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codeA guest post by Anton I. Sipos, who has been programming computers since they were 8 bits old. He is a happy participant in the open source community, including contributions to IPython itself. His open source contributions can be found at, short quips at @aisipos, and longer musings at Email him at

Do you find yourself performing lots of “setup” in your interactive Python sessions? If you find yourself performing repeated tasks often, such as importing commonly used types from the standard library or your own code, IPython provides profiles as a mechanism to automate this for

IPython ships with some built-in profiles. You can see what profiles are available to you with this command:

To use any of the above profiles, start IPython with:

Running IPython without specifying a profile will automatically start the profile named default. As demonstrated above, you can run another profile by specifying --profile when starting IPython.

Customizing a profile

IPython profiles can be customized by placing plain Python scripts in the startup folder of a profile. The files here will be executed first before the IPython shell starts taking commands. You can perform anything as elaborate as you like within these startup scripts. If you want these startup files run by default, place them in the startup folder of the default profile, which can be found at the location:

In my default profile I use a file to perform my most commonly used imports so they are available every time I start IPython automatically:

I use these modules very frequently, so it is convenient to have them always available to me in an interactive session. Importing these modules adds only a negligible increase in startup time. Note if you want to use this startup script yourself you will need to install numpy and requests, or else delete them from the list.

To create a separate, new profile, execute from the command line:

Sharing code between profiles

What if you needed to share initialization code between separate profiles? Unfortunately there is no inheritance mechanism for profiles. However, there are ways to accomplish this. A technique I have used is to just use filesystem hardlinks to duplicate an initialization script across multiple profiles.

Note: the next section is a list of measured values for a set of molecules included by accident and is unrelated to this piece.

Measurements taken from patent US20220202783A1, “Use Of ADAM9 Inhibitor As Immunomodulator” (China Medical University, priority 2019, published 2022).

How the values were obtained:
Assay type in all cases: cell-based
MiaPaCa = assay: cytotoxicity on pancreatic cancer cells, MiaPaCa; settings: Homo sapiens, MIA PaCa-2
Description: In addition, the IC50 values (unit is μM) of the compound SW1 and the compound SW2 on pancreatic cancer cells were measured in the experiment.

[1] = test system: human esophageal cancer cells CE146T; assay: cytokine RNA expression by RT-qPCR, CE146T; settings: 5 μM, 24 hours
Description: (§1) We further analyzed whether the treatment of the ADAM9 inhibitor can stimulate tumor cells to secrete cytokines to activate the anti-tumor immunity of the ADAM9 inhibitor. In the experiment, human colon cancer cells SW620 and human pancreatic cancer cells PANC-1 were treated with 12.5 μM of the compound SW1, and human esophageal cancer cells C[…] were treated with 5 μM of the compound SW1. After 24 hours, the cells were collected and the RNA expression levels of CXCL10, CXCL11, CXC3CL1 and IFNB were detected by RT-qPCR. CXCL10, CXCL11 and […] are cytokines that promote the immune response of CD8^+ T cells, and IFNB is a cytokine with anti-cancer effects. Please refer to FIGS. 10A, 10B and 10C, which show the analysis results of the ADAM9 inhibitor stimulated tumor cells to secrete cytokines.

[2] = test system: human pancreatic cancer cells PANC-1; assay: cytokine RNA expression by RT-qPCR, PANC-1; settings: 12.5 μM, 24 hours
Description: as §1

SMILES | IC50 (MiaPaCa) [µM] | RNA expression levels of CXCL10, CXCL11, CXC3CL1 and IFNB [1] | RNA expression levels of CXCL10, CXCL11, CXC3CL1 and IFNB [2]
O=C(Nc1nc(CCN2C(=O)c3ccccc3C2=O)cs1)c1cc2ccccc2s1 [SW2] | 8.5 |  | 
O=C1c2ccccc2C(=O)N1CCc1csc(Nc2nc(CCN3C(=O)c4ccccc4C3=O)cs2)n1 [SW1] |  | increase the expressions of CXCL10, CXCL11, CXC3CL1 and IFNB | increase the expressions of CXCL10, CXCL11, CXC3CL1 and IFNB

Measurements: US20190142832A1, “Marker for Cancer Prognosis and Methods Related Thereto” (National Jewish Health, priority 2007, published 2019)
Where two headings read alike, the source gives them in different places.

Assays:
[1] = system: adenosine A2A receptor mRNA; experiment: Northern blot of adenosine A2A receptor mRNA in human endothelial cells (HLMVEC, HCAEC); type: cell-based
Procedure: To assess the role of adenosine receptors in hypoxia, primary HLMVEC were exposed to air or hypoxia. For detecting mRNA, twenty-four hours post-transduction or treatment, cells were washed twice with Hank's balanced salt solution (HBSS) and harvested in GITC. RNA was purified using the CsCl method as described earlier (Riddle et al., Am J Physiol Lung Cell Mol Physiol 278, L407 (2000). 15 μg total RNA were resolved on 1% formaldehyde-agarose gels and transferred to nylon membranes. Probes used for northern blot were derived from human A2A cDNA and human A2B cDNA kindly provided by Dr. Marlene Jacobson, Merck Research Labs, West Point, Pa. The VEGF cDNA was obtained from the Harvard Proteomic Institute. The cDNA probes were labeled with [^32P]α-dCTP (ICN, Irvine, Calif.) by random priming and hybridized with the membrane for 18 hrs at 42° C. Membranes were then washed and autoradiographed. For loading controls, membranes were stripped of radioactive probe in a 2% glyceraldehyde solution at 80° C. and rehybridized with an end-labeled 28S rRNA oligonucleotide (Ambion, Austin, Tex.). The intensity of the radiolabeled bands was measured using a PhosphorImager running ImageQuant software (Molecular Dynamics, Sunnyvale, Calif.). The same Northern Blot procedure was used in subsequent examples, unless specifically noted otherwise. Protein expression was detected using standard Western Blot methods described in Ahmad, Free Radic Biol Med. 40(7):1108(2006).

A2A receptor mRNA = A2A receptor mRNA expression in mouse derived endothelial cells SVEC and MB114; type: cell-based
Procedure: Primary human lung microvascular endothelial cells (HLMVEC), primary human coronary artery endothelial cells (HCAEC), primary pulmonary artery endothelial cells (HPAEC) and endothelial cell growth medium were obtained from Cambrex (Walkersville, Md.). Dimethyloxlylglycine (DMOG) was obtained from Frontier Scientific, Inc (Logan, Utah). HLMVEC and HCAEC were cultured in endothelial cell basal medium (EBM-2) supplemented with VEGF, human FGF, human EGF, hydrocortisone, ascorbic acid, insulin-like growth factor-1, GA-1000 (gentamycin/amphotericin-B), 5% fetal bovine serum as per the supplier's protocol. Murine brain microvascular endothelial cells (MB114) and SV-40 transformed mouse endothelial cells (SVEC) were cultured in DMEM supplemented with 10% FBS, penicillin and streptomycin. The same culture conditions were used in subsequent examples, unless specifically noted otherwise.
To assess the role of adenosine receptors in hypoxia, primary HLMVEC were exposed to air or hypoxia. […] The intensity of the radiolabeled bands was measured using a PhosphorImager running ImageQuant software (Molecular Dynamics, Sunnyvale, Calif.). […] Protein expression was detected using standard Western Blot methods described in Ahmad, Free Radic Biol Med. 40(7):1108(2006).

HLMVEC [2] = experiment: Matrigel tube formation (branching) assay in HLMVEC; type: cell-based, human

Differences from the PYTHONSTARTUP environment variable

The plain Python interpreter has a feature where it will execute a Python script specified in the PYTHONSTARTUP environment variable for each interactive session. The IPython interpreter will also execute this script as well. What then are the advantages of using IPython profiles? I’ll list a few here:

  • While there can be only one PYTHONSTARTUP script defined at a time, you can have multiple profiles available. I often create a separate IPython profile for individual projects that I am working on. In the startup scripts of a project profile, I will perform project specific things, like automatically connecting to my development database instance.
  • Profiles allow multiple startup scripts within a single profile. This can be handy if your startup code is very large. As mentioned earlier, you could also use filesystem links to place shared startups.
  • Profiles are also used for more than just startup customization. Separate profiles contain separate command histories as well. This can be a help when working on multiple projects, to keep the history of your commands relevant only to what you are working on.

Do note, however, that IPython will execute both the PYTHONSTARTUP file and the chosen profile startup files, so it can be useful to use both together. Putting simple commands into your PYTHONSTARTUP file is a good way to have some commands run no matter what profile is active.


IPython provides %who and %whos magic commands to show which variables are in the interactive namespace. If you rely on this, you need to note that variables loaded in the startup section of your profiles will not show up with these commands. This is an explicit design decision. However, this hiding will be made optional in future versions of IPython. You can still use the built-in function locals() to see what is available, but it has a more cluttered output and is thus a little less convenient.


IPython profiles are a very convenient way to make your interactive IPython sessions more useful, and even more enjoyable. I hope this overview has given you some ideas in how to make your IPython environment a more productive experience.

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Tags: built-in profiles, IPython, IPython Profiles, profiles, PYTHONSTARTUP,

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